Since you say the water your fishing gets pounded hard, it's entirely possible that the bigger trout are feeding heavily at night, when they feel much more secure and there's no one around to bother them. I've seen situations where this has happened, and with other species too. It's illegal to fish at night in MD's trout streams, but stained water & cloudy conditions as russellb has advised, might be the next best opportunity for you, particularly in the early morning. I've caught some decent size trout by doing just as he has said. Although I have much more success with large nymphs & streamers. When I fish surface flies for trout it's primarily terrestrials.

    Also, if possible, do some walking & go well past the most traveled areas to places other anglers don't or won't usually go. Most streams have such places, and you may find some "new" water on the same stream you've been fishing.

    I know of a place on a stream here, were a walk well past the end of the worn trail has yielded some decent fishing for me several times.
    yeah on my days off i usually walk about an hour before i start to fish. but i do go 4-5 days a week min. and so some of those i only walk 15 min before i start to fish.

    night fishing--- when i do this back home i need lights. do you bring out lights and point them where you are and go? or just go under a full moon? and what do you throw? nymphs? dries? streamers? colors? i wouldnt mind going after work one day (i get off around 11-12) moon should still be big enough the next couple of days.

  8. #8
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    Western Washington
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    Default Re: catching bigger fish?

    I used to do a lot of night fishing and from my experience you want to avoid shining any lights on or near the water. We fished mostly with dark colored streamers in a downstream swing type method. We would catch some very large trout in amazingly shallow water so remember they only need enough water to cover their backs. Somewhere along the line I decided that sleep was better than big fish....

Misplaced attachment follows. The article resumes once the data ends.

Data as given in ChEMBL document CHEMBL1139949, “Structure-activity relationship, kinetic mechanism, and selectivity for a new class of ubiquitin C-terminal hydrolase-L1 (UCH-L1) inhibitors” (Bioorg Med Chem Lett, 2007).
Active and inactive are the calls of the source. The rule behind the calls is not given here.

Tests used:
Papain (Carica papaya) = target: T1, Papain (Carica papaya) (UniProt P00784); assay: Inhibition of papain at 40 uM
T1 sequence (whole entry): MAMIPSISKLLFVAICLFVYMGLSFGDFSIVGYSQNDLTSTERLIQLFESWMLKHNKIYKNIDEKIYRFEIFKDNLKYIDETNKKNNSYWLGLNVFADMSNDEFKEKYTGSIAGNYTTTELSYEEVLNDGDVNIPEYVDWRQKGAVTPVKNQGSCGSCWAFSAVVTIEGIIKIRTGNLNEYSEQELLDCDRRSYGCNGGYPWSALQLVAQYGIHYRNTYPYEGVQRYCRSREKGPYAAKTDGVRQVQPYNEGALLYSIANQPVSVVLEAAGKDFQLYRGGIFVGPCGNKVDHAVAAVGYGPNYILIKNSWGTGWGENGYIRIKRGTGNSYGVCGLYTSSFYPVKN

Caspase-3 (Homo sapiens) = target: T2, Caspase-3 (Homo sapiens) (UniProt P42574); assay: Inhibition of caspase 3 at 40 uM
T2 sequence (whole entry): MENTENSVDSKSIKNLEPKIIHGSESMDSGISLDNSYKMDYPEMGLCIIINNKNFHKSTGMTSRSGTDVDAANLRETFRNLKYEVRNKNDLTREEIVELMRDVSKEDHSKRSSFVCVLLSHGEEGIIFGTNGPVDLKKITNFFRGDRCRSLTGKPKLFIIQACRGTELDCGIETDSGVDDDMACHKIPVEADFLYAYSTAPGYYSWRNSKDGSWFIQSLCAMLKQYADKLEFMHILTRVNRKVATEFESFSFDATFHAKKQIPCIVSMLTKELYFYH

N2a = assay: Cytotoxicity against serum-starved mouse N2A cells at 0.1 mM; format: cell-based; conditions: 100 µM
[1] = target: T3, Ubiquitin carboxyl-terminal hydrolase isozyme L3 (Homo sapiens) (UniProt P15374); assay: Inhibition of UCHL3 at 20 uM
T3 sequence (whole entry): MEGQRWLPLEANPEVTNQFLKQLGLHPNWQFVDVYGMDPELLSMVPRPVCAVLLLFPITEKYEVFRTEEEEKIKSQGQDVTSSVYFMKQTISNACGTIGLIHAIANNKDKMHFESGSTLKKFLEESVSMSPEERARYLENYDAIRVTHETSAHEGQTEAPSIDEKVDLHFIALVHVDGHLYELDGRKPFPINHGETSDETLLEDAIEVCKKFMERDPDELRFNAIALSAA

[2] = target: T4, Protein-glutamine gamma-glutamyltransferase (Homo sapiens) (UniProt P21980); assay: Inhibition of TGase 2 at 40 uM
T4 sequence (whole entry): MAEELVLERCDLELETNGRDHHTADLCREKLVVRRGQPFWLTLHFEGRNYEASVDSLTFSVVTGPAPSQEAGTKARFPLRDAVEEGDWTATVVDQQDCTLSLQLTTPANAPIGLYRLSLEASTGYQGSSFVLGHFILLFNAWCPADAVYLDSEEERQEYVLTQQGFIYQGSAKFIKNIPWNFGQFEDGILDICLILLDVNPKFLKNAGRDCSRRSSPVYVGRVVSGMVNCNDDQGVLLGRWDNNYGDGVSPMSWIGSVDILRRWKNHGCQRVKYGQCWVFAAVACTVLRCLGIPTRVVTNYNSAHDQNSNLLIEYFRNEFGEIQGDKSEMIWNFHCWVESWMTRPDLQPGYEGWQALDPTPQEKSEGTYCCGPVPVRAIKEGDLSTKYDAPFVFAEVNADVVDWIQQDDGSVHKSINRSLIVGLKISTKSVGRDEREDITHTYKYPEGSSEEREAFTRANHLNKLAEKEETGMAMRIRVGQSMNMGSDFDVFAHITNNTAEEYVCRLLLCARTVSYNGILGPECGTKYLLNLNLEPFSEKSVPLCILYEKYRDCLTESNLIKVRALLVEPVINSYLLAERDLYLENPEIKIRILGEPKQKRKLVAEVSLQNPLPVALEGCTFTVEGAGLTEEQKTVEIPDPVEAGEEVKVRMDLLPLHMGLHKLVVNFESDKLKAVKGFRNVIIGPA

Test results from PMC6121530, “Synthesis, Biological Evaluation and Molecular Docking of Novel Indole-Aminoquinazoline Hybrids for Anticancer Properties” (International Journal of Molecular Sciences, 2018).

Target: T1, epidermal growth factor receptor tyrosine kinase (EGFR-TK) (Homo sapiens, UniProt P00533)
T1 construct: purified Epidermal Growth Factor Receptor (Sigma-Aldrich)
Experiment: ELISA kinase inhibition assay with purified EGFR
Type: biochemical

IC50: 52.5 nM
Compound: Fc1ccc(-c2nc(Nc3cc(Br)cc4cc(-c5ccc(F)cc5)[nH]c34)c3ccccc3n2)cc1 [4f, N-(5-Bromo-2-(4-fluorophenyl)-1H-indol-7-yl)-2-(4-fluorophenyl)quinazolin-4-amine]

9. #9
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    Default Re: catching bigger fish?

    I've never fished at night for trout. As I said, it's not legal here, at least not in designated trout streams. But I have fished for bass at night a few times. I carry a small light with a red lens, and usually fish from a boat, so that makes it much easier to deal with the dark. Wading might be tricky, and likely dangerous if there's any appreciable current.

    I wasn't suggesting that you fish at night, just that the bigger trout may be doing their feeding at night, and resting during the day.

  10. #10
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    Default Re: catching bigger fish?

    Quote Originally Posted by bigjim5589 View Post
    I've never fished at night for trout. As I said, it's not legal here, at least not in designated trout streams. But I have fished for bass at night a few times. I carry a small light with a red lens, and usually fish from a boat, so that makes it much easier to deal with the dark. Wading might be tricky, and likely dangerous if there's any appreciable current.

    I wasn't suggesting that you fish at night, just that the bigger trout may be doing their feeding at night, and resting during the day.
    oh one of my favorite spots i believe to be over fished. i once saw 10 fish taken out of it in one day when all the tourist were here.. but i do continue to see fish rise and i have seen a 19" fish get pulled out of there (that would be illegal to take) so i know there is still fish there even though i havnt caught one there in 3 weeks. maybe theyve out smarted us and started to feed at night. its about a 100ft walk from the car park and doesnt have any strong currents. thats where i was thinking to fish at night. i would be more worried about an animal creepin up on me than the river hurting me. but as i found out last week my dog can take care of that